First, looking back at the Agora from the entrance:
And now, the inside:
By the way, we could hear everyone inside that very clearly.
I'm just going to post every picture I have here. It won't capture how it felt to stand in the Theater, but maybe it will give you an idea.
|This was from near the entrance|
Pictures from the stage!
Notice the space between the stage and the seats? The guide says that space is there because this is both a Greek and a Roman theater. It was built by the Greeks, who used theaters to put on plays; however, the Romans used theaters for more exotic spectacles, namely gladiator fights. The space is there to protect the spectators.
Notice - this is very important - that I could go past that stone block you see going between the seats. That will be important later.
|I think this is from that stone wall midway up the seats|
|Higher up! I was getting a little dizzy.|
|I think this must have been from the top.|
|I was trying so hard to take a picture that gives an idea of how big the theater is, but I don't think I managed it!|
Now, back to my comment about the stone wall, and the pictures taken from as high up as I was allowed to go. I have read and heard in multiple places (probably every book that mentions Greek theater) that the seats were so well designed that the spectators in the back seat could clearly hear and understand the actors all the way down on the stage. I don't know that I necessarily believed them - I guess I thought they were exaggerating slightly, or that they were guessing but the theaters are so decayed over time that we could never really know for sure.
Well, it's probably true. And here's my modern technology version to prove it: When I went back to the highest row I was allowed to go to, there was a guy next to me who was talking on his cell phone. I was right next to him when I took some of those highest-up pictures, and I could hear the voice of the person he was talking to. Okay, no big deal. After taking those pictures, I went back down to the stage, and I could still hear the person he was talking to!!
Once again: I could hear the person on the phone!
Seriously, go back and look up at those pictures, and look how far away the stage is from the people highest up. And remember, I could hear a phone conversation from that far away! The Greeks were truly masters of architecture!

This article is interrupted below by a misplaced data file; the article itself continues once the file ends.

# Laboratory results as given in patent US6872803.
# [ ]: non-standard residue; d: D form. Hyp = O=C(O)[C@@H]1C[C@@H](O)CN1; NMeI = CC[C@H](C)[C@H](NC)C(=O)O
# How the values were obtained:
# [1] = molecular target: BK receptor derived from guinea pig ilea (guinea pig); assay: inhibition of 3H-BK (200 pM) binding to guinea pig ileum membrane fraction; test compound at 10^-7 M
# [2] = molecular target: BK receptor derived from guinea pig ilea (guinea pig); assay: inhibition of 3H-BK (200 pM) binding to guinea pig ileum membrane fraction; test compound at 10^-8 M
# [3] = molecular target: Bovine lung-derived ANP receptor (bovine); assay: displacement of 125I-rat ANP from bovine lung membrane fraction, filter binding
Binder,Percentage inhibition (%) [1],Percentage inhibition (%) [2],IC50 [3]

Anyway, here's the exit (not the way we came in - the entrance we used is right on top of the exit):
And finally, what I would have seen had I been paying attention rather than staring at the Agora:
Acts 19:23-41 describes the riot of the silversmiths in Ephesus, about how they met in the Theater and shouted for hours until the city clerk calmed them down. Professor Finnigan pointed out to me that Ephesus was a city that Rome allowed free governance, but that allowing for riots might lose them that status; she also mentioned that it might not have been a riot in the way modern sensibilities think of it, but rather that the term riot was used to apply to any unlawful gathering. Nonetheless, I'd be willing to bet that any angry disturbance in that theater must have been downright terrifying. It goes to show the faith of the two Christians who were dragged into the theater that they were willing to stand strong in spite of what must have been a terrifying experience. It's far from the best example of Christian fortitude in the New Testament, but looking back on it now, being in that theater might be the closest I have ever come to seeing truly violent persecution - and, God willing, it will be the closest I and all I love will ever come. I do not know what I would do if I were the target of an angry mob.
So, in summary, the theater was awesome and could easily be terrifying. It alone was worth the trip to Turkey, so if any of you get the chance to visit Ephesus, I recommend grabbing it with both hands. The Theater, and the city itself for that matter, are absolutely awe-inspiring.